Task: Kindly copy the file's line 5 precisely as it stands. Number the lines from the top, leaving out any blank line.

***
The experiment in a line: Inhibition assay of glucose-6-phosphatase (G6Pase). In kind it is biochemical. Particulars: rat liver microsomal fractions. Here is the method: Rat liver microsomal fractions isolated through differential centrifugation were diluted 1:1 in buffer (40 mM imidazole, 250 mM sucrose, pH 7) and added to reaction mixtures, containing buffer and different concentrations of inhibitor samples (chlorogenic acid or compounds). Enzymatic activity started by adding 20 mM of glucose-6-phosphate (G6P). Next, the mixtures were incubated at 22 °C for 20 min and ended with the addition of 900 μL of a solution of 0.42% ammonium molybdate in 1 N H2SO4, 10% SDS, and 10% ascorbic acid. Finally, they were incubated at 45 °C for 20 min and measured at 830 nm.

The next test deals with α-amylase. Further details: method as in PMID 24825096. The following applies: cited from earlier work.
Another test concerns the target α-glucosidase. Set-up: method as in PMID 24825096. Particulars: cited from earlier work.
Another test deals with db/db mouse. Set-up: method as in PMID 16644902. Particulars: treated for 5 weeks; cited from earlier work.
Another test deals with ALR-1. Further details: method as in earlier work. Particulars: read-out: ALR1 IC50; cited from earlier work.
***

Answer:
Another test deals with ALR-1. Further details: method as in earlier work. Particulars: read-out: ALR1 IC50; cited from earlier work.